SPRINGFIELD—Gov. Bruce Rauner vetoed legislation July 29, that would have allowed public university employees who are part of the State Universities Retirement System (SURS) to obtain additional health benefits without making further contributions to the retirement system after they returned to teaching.
The legislation (SB 1059) was sponsored in the House by Rep. Bill Mitchell (R-Forsyth) and in the Senate by Sen. Chapin Rose (R-Mahomet). It passed the House, 97-12 and the Senate 53-0.
Mitchell told reporters afterward that the governor’s veto could be overriden, but only if Rose started the process, since the bill was introduced in the Senate.
Other legislators said they weren’t surprised by the veto as Rauner had indicated in the spring that he would not approve the legislation if it reached his desk.
Members of SURS received lump-sum retirement distributions upon leaving. Rauner said he vetoed the legislation to avoid “increasing retirement-related costs to the state.” He instead wants legislators to help him develop comprehensive pension reform.
Mitchell’s office said SB 1059 applied only to a small pool of educators and the cost to the state would’ve been minimal.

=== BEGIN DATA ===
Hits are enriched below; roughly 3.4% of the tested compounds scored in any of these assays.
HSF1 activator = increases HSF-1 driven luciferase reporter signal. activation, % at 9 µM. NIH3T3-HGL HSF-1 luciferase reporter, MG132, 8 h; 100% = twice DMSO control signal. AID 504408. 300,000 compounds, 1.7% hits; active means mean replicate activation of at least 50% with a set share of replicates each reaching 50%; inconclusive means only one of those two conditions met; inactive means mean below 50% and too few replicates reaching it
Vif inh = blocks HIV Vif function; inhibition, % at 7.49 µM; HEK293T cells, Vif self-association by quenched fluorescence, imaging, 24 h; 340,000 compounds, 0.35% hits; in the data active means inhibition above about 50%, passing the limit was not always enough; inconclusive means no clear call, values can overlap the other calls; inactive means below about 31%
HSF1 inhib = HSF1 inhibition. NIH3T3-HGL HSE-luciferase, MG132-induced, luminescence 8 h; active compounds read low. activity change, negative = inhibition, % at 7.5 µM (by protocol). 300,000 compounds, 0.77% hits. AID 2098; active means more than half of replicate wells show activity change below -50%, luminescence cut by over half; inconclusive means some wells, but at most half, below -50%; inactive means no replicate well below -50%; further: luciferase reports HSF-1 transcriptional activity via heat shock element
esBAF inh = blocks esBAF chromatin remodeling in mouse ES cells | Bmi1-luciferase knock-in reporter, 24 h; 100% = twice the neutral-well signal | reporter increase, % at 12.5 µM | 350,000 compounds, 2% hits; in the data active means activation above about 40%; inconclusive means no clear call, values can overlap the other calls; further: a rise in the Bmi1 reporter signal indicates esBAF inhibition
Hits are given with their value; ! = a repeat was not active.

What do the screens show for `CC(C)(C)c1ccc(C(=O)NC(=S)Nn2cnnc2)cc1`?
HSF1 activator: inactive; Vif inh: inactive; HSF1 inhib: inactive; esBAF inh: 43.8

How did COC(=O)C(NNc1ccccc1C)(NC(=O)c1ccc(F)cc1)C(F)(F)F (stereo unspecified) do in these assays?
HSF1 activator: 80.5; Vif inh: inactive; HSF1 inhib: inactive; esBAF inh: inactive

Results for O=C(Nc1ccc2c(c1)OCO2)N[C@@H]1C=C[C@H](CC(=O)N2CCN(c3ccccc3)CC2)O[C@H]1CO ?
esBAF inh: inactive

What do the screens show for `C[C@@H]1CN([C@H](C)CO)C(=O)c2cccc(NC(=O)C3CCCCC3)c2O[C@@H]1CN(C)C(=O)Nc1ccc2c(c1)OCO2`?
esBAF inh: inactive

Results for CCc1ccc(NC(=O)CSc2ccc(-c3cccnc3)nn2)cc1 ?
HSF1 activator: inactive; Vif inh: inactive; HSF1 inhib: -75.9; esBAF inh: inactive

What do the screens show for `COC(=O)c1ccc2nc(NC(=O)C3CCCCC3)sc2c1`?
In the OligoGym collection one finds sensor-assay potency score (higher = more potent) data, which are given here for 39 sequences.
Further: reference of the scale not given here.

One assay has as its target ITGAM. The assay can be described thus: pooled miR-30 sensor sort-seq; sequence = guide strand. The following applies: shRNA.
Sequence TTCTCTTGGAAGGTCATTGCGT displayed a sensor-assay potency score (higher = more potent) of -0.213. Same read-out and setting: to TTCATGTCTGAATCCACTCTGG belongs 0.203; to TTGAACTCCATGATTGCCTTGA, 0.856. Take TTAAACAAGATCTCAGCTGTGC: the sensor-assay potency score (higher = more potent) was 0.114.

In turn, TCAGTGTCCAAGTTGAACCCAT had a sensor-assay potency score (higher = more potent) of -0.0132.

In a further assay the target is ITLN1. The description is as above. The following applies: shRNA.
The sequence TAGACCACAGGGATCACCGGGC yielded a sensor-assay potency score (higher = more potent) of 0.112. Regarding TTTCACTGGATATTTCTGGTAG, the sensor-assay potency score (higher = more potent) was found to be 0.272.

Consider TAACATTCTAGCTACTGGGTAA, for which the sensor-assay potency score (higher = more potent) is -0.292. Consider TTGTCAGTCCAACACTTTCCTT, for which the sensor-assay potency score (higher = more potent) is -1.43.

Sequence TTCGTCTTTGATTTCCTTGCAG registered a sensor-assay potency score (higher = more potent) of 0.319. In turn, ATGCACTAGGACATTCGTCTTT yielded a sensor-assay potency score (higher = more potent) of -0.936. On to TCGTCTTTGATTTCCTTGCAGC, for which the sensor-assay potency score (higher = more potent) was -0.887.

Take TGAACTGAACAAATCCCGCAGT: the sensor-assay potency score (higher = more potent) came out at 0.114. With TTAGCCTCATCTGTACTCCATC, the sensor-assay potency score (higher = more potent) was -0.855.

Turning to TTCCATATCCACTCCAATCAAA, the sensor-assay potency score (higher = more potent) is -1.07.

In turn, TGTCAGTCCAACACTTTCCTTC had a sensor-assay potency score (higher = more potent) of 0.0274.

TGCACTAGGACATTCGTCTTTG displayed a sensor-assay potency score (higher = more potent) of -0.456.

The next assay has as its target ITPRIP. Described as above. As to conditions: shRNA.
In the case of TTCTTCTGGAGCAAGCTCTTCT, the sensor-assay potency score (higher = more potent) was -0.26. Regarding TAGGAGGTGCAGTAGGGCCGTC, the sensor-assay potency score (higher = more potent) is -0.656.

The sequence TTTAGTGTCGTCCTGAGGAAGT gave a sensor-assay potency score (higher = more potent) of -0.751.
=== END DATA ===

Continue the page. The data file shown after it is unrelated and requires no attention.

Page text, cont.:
“A retired employee who elects to accept the lump-sum payout is not eligible to participate in the state's health care program," Rauner said regarding his veto of SB 1059. "If a retired employee later returns to work for the state after accepting a lump-sum payout, he or she no longer contributes to the State Retirement Systems and, therefore, is ineligible to receive additional future retirement benefits...The bill would establish an unequal benefit distribution and expose the state to unforeseen, unfunded costs to the historically underfunded State Employee Group Insurance Program.”
Considering the state budget stalemate that persisted from last summer into 2016, and prompted several universities to scramble to pay bills, halt travel and lay off professors, supporters have said the veto is a good idea, no matter how negligible the expense to the state.